dimensions were used to calculate tumour volume. The kidneys were examined with a transabdominal transducer to assess whether upper tract dilatation was present. The CT examinations were performed on a Siemens Somatom DRH or a Philips Tomoscan 350 body scanner with contiguous 8 mm slices through the true pelvis and alternate slices up to the aortic bifurcation. Magnetic resonance imaging was performed using a Picker Vista 2055 HP 0.5 tesla MR scanner. Contiguous multislice images 10 mm thick were obtained in the transverse and sagittal planes. Proton density (time to repeat (TR)=1800, time to echo (TE) = 30ms), T2- weighted (TR=1800, TE = 80ms), r, = weighted (TR = 500, TE = 26) and short tau inversion recovery (STIR) (TR=1500, inversion time (TI)=100, TE = 30ms) sequences were used. The total scanning time for each patient was less than 1 h. Eighteen patients subsequently had a radical hysterectomy and lymphadenectomy performed within 2 weeks of the staging investigations. The remaining patients were treated by intracavity and external beam irradiation. Post-mortem findings were available for two patients who died early in the course of their treatment.

Examination under anaesthesia


Computed Magnetic tomography resonance imaging

25 0 8 4 0

22 0 7 8 0

20 0 8 6 3

21 1 5 6 4

Examina- Endosono- Computed Magnetic tion under graphy tomography resonance anaesthesia imaging Correct 17 Overstaged 0 Understaged 3

19 0 1

16 2 2

18 1 1






The British Journal of Radiology, September 1990

Staging cervical carcinoma with MRI, CT and endosonography

Figure 2. Stage Ib cervical carcinoma, (a) Sagittal and (b) transverse r2-weighted magnetic resonance images. The high signal intensity cervical carcinoma (arrow) is completely surrounded by the normal low signal intensity cervical stroma. Normal high signal intensity parametrial tissue is shown on the axial image.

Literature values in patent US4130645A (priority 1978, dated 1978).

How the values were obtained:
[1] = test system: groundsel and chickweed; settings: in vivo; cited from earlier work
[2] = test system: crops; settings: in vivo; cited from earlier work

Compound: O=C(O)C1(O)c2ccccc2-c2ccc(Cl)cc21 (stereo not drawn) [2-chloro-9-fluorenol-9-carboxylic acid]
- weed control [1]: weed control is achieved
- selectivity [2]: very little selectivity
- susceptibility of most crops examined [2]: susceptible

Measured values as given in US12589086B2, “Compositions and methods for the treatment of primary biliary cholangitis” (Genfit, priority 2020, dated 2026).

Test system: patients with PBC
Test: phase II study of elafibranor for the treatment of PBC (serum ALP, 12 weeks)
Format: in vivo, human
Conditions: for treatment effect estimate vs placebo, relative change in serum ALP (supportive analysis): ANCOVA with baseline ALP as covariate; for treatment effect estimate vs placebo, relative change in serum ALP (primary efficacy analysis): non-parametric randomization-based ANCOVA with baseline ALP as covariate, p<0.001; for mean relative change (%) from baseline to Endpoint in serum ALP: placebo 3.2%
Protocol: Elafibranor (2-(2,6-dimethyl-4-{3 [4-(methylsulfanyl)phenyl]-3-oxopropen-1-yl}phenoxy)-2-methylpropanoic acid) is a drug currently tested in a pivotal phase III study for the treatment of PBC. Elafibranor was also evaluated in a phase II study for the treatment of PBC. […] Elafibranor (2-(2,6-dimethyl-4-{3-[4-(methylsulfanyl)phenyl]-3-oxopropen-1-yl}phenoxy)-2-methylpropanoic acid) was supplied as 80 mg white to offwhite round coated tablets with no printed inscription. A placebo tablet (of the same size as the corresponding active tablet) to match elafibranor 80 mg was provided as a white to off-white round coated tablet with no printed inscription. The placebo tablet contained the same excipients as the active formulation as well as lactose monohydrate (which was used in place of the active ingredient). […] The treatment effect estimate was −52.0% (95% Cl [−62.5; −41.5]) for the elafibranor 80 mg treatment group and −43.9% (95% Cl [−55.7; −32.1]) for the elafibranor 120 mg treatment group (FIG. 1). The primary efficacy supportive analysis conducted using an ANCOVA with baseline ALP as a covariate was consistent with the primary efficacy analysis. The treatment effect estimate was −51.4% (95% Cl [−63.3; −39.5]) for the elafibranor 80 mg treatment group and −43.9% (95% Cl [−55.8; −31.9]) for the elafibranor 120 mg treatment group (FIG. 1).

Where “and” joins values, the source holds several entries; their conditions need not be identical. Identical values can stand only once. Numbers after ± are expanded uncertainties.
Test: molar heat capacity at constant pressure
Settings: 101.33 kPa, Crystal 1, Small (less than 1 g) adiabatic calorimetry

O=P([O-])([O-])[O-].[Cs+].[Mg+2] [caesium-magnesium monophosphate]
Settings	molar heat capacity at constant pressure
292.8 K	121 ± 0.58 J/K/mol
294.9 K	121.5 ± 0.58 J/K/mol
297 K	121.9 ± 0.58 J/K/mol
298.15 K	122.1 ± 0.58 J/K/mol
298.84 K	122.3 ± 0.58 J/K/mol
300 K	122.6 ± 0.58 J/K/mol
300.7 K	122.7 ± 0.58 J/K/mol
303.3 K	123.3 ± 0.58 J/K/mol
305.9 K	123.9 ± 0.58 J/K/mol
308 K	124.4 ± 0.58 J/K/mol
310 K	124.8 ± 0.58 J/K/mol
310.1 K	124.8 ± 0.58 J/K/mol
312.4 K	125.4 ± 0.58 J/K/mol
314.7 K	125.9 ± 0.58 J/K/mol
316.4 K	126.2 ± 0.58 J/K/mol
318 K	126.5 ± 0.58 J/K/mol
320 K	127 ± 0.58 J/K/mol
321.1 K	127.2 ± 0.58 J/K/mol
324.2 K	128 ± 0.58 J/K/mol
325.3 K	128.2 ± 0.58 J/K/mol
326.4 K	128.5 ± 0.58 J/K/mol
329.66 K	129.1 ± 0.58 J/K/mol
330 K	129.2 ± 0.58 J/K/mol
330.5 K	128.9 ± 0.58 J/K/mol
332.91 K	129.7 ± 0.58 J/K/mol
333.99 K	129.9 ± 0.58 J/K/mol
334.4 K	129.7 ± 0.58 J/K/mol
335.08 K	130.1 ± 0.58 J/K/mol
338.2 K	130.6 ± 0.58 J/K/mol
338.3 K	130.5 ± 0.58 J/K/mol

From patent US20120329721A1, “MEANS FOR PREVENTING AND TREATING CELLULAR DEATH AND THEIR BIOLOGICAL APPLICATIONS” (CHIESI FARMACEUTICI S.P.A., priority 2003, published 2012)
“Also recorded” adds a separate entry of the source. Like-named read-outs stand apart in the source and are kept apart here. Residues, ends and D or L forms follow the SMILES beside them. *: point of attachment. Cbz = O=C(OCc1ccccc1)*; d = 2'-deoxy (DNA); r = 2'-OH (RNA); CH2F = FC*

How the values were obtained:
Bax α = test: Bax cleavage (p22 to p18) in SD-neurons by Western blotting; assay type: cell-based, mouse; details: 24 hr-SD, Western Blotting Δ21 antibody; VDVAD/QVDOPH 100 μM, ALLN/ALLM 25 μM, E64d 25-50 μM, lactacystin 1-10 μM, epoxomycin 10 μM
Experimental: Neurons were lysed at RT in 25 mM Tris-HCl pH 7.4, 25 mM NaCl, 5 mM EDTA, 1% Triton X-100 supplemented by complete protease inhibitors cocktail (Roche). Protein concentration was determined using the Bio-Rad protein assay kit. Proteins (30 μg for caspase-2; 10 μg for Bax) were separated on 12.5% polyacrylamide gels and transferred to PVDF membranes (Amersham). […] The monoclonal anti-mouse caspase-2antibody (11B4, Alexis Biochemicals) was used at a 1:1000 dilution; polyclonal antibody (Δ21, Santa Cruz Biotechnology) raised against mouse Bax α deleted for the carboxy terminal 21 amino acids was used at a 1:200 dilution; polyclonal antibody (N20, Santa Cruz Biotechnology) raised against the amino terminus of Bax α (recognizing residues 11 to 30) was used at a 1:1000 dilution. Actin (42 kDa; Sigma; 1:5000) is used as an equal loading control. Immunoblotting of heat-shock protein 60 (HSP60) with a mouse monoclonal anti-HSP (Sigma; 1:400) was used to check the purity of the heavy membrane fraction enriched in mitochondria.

illustrations of the endosonographic and MRI findings are shown in Figs 2 to 6. The accuracy of each staging investigation compared with the pathological staging available for 20 of these patients is shown in Table III. In this latter group, 13 patients with pathologically Stage Ib disease were all correctly staged by EUA and endosonography; one patient was thought to have Stage Ha disease by MRI and two considered to have Stage lib on CT. The two patients with pathologically Stage lib disease were correctly assigned by all investigations. Four patients with Stage Hlb disease were correctly assigned by endosonography, but MRI and CT each down-graded one patient and EUA two patients. The one patient with Stage IV disease was correctly identified by CT and MRI but was thought to be Stage Hlb by endosonography and EUA. For the 17 patients without pathological correlation, endosonography agreed with the EUA findings in 13, CT in 12 and MRI in 12. Computed tomography downgraded one patient; for all other patients where there was discordance between the EUA and imaging findings the staging was up-graded by the radiological investigations. Pelvic lymphadenopathy was seen in three patients by MRI and CT. Bladder wall involvement was well demonstrated by MRI in one patient but was not apparent on the other imaging investigations. The MRI examination of one patient with Stage Ib disease showed an abnormal collection of fluid in the pouch of Douglas, a prominent endomentrial "reaction" and an apparent soft-tissue mass in the uterine Vol. 63, No. 753